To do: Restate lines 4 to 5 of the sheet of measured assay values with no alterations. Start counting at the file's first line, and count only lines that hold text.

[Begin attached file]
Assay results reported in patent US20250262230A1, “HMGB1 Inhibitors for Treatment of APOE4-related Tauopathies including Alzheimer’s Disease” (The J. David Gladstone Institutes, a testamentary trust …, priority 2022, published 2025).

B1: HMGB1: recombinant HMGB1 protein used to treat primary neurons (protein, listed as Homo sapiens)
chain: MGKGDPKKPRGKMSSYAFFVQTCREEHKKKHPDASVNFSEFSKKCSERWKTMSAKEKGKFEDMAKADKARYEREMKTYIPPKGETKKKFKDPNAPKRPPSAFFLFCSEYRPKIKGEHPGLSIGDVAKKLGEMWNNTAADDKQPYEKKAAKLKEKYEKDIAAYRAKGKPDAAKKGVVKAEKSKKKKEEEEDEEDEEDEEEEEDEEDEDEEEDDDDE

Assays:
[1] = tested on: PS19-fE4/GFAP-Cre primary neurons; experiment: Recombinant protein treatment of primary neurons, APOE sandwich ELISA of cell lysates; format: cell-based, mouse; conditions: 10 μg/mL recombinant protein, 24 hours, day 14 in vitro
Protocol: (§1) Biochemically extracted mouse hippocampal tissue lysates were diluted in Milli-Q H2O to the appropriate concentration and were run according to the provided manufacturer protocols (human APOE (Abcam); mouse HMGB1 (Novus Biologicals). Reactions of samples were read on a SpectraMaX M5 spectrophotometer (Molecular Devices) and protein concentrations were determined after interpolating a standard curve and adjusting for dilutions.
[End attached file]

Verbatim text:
Assays:
[1] = tested on: PS19-fE4/GFAP-Cre primary neurons; experiment: Recombinant protein treatment of primary neurons, APOE sandwich ELISA of cell lysates; format: cell-based, mouse; conditions: 10 μg/mL recombinant protein, 24 hours, day 14 in vitro